The Washington PostDemocracy Dies in Darkness

Opinion Curtis Flowers will finally be freed. Prosecutorial misconduct remains a problem.

Curtis Flowers speaks with reporters as he leaves the Winston-Choctaw Regional Correctional Facility in Louisville, Miss., on Dec. 16, 2019. (Rogelio V. Solis/AP)
Placeholder while article actions load

Vangela M. Wade is president and CEO of the Mississippi Center for Justice, a nonprofit public-interest law firm.

Nearly 23 years. More than 8,000 days. That’s how long Curtis Flowers — a Black man who was tried an astonishing six times for the same crime — was locked away in a cramped jail cell with little ability to see his family. Until Friday, when Mississippi’s attorney general decided to drop the charges, Flowers was waiting to find out whether he would be subjected to yet another trial.

My organization, the Mississippi Center for Justice, has been defending Flowers since summer 2019, working with the team of lawyers that has represented him for many years. We are thrilled that he will finally go free. The accusations against Flowers were never grounded in facts, but rather fueled by improper conduct by Montgomery County District Attorney Doug Evans — the prosecutor in each of Flowers’s six trials.

Unfortunately, the Flowers case offers just a tiny snapshot of prosecutorial misconduct. Such misconduct — which can include introducing false evidence, using dubious informants, withholding evidence that could exonerate the defendant or discriminating in jury selection — puts countless innocent people behind bars. As a former prosecutor — notably, the only Black staff member in the office — I witnessed firsthand the disproportionate number of African Americans entangled within the criminal justice system.

Prosecutors wield enormous control over the criminal justice system. They determine which charges to pursue — if any — and make recommendations on bail, pretrial incarceration and sentencing, which are often accepted by judges. In each of these instances, prosecutors have the potential to abuse civil rights — with few, if any, consequences.

One analysis by the Innocence Project of 660 cases in which courts confirmed prosecutorial misconduct revealed that the prosecutor was ultimately disciplined in only one. Another report of 707 cases of prosecutorial misconduct in California found that just six prosecutors were disciplined.

Consider just a few cases of others in Mississippi who were ultimately exonerated. Jimmie Bass served 18 years due in large part to prosecutors and police withholding evidence helpful to the defense. Cedric Willis served nearly 12 years after the prosecutor persuaded the trial judge to prevent the jury from learning about exculpatory DNA evidence.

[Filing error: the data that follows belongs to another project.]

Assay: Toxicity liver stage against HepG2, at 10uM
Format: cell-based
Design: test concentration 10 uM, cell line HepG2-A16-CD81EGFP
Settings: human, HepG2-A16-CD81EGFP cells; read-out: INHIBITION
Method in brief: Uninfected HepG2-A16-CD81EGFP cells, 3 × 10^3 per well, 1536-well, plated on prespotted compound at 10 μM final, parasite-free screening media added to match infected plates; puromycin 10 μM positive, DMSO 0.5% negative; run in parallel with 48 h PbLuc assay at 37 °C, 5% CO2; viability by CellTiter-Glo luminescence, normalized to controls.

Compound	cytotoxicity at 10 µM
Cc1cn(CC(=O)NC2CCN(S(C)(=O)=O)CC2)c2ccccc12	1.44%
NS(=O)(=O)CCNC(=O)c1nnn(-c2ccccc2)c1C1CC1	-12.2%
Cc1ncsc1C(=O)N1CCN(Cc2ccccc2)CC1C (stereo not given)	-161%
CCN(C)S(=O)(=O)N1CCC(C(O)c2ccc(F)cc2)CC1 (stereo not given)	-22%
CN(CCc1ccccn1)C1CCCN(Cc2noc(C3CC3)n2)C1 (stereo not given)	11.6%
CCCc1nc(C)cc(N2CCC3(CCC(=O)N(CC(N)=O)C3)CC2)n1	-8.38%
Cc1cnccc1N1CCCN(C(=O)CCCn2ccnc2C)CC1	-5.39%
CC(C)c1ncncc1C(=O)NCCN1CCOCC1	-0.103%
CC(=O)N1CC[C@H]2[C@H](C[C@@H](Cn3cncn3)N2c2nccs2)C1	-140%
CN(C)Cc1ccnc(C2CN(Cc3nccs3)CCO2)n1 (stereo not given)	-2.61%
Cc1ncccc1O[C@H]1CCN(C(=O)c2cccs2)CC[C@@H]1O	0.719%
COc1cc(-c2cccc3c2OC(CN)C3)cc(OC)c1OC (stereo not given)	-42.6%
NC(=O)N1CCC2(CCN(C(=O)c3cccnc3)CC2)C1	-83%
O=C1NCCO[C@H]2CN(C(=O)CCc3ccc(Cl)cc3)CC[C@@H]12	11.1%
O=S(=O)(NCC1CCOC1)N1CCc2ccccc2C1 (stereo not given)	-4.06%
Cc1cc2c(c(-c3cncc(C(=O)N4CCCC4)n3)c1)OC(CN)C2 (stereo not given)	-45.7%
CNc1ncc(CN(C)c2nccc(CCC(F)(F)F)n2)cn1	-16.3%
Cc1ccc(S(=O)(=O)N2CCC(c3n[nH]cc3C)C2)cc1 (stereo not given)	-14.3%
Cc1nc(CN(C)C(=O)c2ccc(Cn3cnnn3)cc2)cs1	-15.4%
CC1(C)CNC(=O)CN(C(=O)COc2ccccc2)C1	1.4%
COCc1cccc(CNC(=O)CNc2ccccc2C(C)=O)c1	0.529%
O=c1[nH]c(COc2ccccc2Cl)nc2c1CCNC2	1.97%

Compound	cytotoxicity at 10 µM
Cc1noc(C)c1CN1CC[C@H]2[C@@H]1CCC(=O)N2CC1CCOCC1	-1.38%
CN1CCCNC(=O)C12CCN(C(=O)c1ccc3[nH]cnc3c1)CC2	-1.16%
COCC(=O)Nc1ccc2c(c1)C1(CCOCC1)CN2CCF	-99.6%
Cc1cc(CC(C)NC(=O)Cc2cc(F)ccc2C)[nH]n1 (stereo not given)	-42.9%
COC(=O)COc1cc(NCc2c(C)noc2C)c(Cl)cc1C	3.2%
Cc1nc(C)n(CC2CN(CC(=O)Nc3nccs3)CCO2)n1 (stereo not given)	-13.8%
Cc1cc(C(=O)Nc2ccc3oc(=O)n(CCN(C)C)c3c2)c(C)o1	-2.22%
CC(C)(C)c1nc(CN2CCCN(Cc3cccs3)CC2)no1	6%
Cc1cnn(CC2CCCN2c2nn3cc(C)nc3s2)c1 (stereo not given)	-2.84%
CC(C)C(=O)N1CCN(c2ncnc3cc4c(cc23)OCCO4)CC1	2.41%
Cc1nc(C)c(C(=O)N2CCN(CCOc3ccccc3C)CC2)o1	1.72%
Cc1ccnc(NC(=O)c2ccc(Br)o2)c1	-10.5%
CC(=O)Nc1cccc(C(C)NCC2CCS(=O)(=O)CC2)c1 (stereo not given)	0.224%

Flowers’s experience offers a stark case study in prosecutorial vindictiveness. He was accused of killing four people in a furniture store. In four of six trials, Flowers was found guilty — but later had the decisions overturned due to prosecutorial misconduct. The other two trials ended in hung juries.

First, through each trial, Evans used peremptory strikes — which allow lawyers to keep jurors from being seated without giving a reason — in what the Supreme Court eventually called a “relentless, determined effort to rid the jury of Black individuals.” In each of the trials where Flowers was convicted, the jury included no more than one Black member.

Second, Evans relied heavily on a career criminal and jailhouse informant named Odell Hallmon to testify against Flowers in four of the six trials — and rewarded Hallmon handsomely for his efforts. Evans agreed to bail for Hallmon — despite his violent criminal record and arrest for attempting to run over a police officer. While out on bond, Hallmon murdered three people.

Finally, Evans’s investigators pressured potential witnesses to shape their testimony to implicate Flowers. Police were sent to retrieve witnesses and drive them to the police station as though they were suspects themselves.

Such misconduct cannot be allowed to continue. Prosecutors are often incentivized to secure the most prosecutions with the toughest sentences, in part because they face the potential for public outrage if they mistakenly put a guilty person back on the streets but few consequences for locking up an innocent person.

Better data is also imperative. Federal officials should conduct a national study on the relationship between prosecutorial discretion and racial inequities in the criminal justice system, as recommended in a June report of the Mississippi Advisory Committee to the U.S. Commission on Civil Rights. Moving forward, as the report also suggests, prosecutors receiving federal funding should be required to report data on the number of defendants prosecuted, the charges and demographic information on the defendants such as race, sex and age.

Furthermore, it’s important to remember that ordinary people have power over prosecutors. Prosecutors are often selected through elections. Before heading to the polls, voters must know whether prosecutors are on the ballot — and have information on the candidates’ records. Prosecutors also often run unopposed. Challengers would force incumbent prosecutors to be more accountable.

Curtis Flowers spent more than two decades behind bars due to prosecutorial misconduct. No one else should have to suffer as he did.

Read more:

Rachel Cicurel: Don’t stop with the police: Check racism in the prosecutor’s office

Radley Balko: There’s overwhelming evidence that the criminal justice system is racist. Here’s the proof.

The Post’s View: In denying Curtis Flowers a fair trial, Mississippi eroded the justice system’s credibility

Radley Balko: White people can compartmentalize police brutality. Black people don’t have the luxury.

Radley Balko: The no-knock warrant for Breonna Taylor was illegal